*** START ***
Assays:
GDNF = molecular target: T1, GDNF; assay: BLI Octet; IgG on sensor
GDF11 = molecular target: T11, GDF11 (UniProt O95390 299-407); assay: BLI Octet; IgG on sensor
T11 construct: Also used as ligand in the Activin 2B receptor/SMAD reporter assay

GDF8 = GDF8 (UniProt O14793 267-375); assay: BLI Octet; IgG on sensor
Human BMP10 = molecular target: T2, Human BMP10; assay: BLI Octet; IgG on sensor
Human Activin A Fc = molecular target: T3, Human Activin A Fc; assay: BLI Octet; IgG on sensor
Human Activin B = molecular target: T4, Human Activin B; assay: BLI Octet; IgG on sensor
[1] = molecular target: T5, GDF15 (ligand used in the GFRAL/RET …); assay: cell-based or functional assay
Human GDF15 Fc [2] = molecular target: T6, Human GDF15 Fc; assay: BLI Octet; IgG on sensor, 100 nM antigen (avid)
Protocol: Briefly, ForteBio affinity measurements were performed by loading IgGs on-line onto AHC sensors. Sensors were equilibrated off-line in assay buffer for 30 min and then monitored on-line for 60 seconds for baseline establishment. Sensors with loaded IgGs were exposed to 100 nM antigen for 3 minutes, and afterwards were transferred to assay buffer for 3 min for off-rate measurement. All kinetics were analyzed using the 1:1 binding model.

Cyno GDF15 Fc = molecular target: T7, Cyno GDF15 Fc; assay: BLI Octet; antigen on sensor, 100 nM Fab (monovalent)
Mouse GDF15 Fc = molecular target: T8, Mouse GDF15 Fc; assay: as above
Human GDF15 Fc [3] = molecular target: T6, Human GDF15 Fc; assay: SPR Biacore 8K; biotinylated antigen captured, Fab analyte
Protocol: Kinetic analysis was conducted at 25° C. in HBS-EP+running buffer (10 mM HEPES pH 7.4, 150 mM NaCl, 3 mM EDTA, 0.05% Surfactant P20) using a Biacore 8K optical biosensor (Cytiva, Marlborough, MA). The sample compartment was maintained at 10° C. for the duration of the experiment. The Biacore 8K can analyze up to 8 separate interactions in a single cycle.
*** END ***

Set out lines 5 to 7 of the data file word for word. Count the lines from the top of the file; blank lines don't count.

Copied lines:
GDF8 = GDF8 (UniProt O14793 267-375); assay: BLI Octet; IgG on sensor
Human BMP10 = molecular target: T2, Human BMP10; assay: BLI Octet; IgG on sensor
Human Activin A Fc = molecular target: T3, Human Activin A Fc; assay: BLI Octet; IgG on sensor